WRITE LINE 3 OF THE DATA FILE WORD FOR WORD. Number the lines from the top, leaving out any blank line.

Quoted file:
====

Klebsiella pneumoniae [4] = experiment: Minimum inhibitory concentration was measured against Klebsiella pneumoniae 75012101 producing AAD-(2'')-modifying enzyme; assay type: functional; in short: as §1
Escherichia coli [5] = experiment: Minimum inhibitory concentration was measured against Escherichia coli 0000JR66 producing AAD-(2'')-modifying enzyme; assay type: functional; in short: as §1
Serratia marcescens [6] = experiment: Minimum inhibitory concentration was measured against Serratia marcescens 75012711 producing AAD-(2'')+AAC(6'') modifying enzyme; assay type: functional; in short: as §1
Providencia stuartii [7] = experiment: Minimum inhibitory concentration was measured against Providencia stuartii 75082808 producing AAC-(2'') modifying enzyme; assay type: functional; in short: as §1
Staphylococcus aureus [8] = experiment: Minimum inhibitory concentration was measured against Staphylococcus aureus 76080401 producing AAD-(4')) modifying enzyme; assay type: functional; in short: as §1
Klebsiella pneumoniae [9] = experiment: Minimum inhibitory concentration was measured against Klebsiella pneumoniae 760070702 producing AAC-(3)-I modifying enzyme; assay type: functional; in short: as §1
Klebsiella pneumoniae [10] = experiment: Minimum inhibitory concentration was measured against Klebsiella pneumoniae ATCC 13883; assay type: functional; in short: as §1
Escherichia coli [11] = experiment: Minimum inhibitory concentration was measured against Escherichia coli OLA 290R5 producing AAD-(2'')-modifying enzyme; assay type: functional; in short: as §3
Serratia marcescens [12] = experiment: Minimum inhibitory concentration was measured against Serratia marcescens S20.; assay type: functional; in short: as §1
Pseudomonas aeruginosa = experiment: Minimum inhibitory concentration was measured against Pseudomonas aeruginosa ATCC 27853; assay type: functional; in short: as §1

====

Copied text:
Serratia marcescens [6] = experiment: Minimum inhibitory concentration was measured against Serratia marcescens 75012711 producing AAD-(2'')+AAC(6'') modifying enzyme; assay type: functional; in short: as §1